WASHINGTON – Rep. Chris Jacobs on Tuesday doubled down on his controversial decision to challenge electors from swing states that elected Democrat Joe Biden president, while also rejecting efforts to remove President Trump from office for his role in inspiring insurrectionists to ransack the U.S. Capitol last week.
In a telephone interview, Jacobs, an Orchard Park Republican, offered his most detailed comments yet about votes he took after the Capitol riot that prompted seven Democratic state legislators to call for his resignation. He said his votes to reject Biden's election were based on his reading of the Constitution, and that his upcoming votes to reject congressional efforts to get Trump out of office early are based on the Constitution as well.
Calling his vote to essentially overturn the election the hardest he ever cast, Jacobs added: "I hope people at least take to heart that I did spend an immense amount of time studying this. I'm trying to do the right thing here."
And even though his vote six days ago questioned the validity of the election, Jacobs said Tuesday that it's now time to move on.
Asked about a pending House vote late Tuesday on a resolution calling on Vice President Mike Pence and the cabinet to oust Trump from office via the Constitution's 25th amendment, Jacobs highlighted Biden's inauguration on Jan. 20 and Trump's departure from the White House that day.
"He's going to be out a week from tomorrow," Jacobs said. "I think what we should be focused on is the transition."
Jacobs also said it wasn't really the House's business to weigh in on Pence's potential use of the 25th amendment to remove Trump.
"It's really an executive function," he said. "And this is just a resolution, because we don't have a role at this point."
Jacobs also rejected the House Democratic majority's move to impeach Trump for "incitement of insurrection," which is likely to come up for a vote in the House on Wednesday. He said Democrats are rushing the process by not holding impeachment hearings and thoroughly considering the evidence.
"I think what they're doing is just ramrodding an impeachment through, which is undermining the institution of impeachment," he said. "A lot of people might like it right now because they are angered at Donald Trump, but if we set a precedent here, it can be used again. And I don't think that's good for the republic."
Asked if he thought Trump incited the insurrection at the Capitol when he told supporters at a rally that morning to head to Capitol Hill to try to influence lawmakers to overturn the election, Jacobs said he did not.
Having listened to and read Trump's speech, "I don't see anything that that is specifically advocating violence," Jacobs said.
However, Jacobs – who won election last year in the heavily conservative 27th Congressional District by touting Trump's support for his campaign – added: "I think some of his language has been poor judgment, and troubling."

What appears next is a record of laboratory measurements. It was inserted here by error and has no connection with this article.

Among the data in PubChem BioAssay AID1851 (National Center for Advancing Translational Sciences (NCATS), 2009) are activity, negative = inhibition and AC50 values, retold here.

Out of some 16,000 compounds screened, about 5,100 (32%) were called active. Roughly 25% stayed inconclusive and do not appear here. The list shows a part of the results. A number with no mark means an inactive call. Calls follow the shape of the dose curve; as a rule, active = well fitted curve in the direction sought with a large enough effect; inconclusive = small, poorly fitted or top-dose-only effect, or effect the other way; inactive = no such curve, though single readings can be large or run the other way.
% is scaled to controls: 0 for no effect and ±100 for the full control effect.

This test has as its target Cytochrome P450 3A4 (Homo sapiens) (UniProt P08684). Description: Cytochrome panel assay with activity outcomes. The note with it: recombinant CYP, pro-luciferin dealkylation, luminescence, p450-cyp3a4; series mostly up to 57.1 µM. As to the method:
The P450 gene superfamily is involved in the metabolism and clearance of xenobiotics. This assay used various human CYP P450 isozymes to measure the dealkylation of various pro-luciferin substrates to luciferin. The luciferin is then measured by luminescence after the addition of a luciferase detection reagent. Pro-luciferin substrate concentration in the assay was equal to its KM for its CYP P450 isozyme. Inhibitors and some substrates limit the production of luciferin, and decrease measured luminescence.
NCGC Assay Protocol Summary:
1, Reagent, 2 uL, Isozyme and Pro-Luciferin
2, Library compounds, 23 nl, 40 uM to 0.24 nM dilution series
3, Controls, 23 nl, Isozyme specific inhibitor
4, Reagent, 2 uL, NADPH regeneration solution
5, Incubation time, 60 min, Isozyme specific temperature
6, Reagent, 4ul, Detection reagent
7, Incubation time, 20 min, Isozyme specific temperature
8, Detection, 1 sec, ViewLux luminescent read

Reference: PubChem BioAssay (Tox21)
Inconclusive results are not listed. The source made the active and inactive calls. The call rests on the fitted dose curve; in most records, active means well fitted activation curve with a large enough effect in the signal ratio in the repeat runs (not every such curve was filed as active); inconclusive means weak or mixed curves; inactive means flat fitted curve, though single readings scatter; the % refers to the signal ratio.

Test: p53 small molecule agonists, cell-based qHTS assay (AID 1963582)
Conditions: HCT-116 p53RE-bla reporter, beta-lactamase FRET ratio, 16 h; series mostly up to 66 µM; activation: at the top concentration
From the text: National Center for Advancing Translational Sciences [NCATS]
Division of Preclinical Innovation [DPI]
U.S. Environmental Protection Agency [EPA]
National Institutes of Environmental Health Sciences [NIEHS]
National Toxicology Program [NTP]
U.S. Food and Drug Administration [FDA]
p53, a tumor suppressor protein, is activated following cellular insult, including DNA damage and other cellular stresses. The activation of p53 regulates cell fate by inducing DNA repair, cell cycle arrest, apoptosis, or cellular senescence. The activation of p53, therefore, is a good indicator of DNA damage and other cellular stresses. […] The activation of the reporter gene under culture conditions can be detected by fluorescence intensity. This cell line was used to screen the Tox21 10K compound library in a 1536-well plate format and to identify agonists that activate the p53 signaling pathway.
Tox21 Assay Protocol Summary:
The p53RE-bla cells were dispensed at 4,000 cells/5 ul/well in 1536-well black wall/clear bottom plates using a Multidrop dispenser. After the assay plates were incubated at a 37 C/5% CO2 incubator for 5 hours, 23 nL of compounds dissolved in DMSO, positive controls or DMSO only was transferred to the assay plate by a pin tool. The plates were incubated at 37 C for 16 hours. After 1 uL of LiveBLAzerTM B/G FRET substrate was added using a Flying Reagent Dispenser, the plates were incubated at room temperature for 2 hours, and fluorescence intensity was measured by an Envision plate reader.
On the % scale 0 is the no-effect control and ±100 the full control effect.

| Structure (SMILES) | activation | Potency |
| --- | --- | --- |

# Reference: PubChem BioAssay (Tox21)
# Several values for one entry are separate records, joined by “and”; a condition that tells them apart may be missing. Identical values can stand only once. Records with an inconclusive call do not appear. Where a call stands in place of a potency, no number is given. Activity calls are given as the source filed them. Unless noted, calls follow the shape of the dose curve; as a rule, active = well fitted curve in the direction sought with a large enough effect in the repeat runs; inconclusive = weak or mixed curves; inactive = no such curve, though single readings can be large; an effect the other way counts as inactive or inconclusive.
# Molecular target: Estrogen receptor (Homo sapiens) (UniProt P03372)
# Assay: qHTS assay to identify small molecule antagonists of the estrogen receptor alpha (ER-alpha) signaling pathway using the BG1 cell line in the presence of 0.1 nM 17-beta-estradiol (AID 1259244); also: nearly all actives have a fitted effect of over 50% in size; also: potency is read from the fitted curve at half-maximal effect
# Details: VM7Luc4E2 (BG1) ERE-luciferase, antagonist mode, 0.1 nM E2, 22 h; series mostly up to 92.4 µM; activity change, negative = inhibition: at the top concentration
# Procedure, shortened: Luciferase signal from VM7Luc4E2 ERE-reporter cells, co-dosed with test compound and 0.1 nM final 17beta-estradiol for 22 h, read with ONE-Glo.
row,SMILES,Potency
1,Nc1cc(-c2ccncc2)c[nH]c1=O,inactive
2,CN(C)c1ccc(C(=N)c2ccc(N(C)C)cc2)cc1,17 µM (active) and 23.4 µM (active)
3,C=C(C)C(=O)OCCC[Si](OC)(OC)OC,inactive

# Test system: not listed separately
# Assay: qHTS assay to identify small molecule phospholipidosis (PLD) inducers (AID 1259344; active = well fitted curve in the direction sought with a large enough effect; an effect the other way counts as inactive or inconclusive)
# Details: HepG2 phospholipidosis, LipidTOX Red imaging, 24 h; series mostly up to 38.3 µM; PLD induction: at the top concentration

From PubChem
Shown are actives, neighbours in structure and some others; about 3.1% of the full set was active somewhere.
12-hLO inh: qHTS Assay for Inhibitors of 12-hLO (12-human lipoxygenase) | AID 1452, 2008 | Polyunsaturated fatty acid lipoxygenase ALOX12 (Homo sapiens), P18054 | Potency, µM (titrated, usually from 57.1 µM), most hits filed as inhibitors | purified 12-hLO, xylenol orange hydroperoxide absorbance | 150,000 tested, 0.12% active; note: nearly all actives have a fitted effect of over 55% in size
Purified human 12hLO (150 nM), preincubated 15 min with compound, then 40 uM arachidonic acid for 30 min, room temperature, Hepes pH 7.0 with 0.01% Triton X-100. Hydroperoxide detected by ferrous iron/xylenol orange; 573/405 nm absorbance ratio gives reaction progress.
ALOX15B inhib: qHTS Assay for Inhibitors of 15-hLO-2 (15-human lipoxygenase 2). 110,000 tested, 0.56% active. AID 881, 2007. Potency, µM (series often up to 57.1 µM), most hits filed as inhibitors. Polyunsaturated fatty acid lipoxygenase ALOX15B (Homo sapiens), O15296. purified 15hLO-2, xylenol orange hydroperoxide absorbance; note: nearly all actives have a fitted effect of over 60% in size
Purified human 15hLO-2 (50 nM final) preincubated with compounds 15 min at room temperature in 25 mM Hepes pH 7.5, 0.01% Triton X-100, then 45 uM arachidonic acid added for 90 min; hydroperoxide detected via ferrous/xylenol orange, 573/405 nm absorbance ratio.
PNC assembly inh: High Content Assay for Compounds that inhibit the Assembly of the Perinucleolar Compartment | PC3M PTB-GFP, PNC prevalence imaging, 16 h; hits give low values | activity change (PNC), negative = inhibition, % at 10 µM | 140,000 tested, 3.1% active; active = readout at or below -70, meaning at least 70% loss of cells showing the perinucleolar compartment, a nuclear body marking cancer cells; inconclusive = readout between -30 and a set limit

For that reason, Jacobs said he would consider supporting a resolution censuring Trump. Rep. Tom Reed, a Corning Republican, and other lawmakers are expected to propose such a censure resolution later today.
In the interview, Jacobs expressed no regrets about joining 146 other congressional Republicans who last week challenged the certification of Biden's electoral win. He also said the mob attack on the Capitol did not prompt him to reconsider that move.
"I was under no illusion that there was going to be a change in the outcome," he said. "It was more to have a discussion on this concern to stand up for election integrity because I think that's very important."
Jacobs said he voted not to certify the swing-state election results because their state legislatures did not approve changes in election law, as required by the Constitution. Yet that was the exact rationale behind a Texas lawsuit challenging the election results last month – a lawsuit that Jacobs refused to back.
Asked about that apparent change of heart, Jacobs said he rejected the Texas lawsuit on constitutional grounds as well, arguing that it was inappropriate for one state to challenge how another state is conducting its elections.
Jacobs' refusal to certify Biden's electoral win culminated in a political backlash. Commenters on his Twitter account have been eviscerating him ever since, and seven state legislators Sunday wrote a letter calling for Jacobs to resign.
“Even after experiencing the attack on the Capitol Building, Congressman Chris Jacobs abandoned his oath of office and constitutional duty when he voted against certifying the results of a free and fair election,” those legislators, including Assembly Majority Leader Crystal Peoples-Stokes, wrote.
In response, Jacobs said: "I am not going to resign ... I think it's very arrogant for the Western New York Democrats to think that they are at some high level position that they want to override the voters of the 27th district. You know, I'm honored to serve them. If they don't want me to represent them, they can vote me out in two years."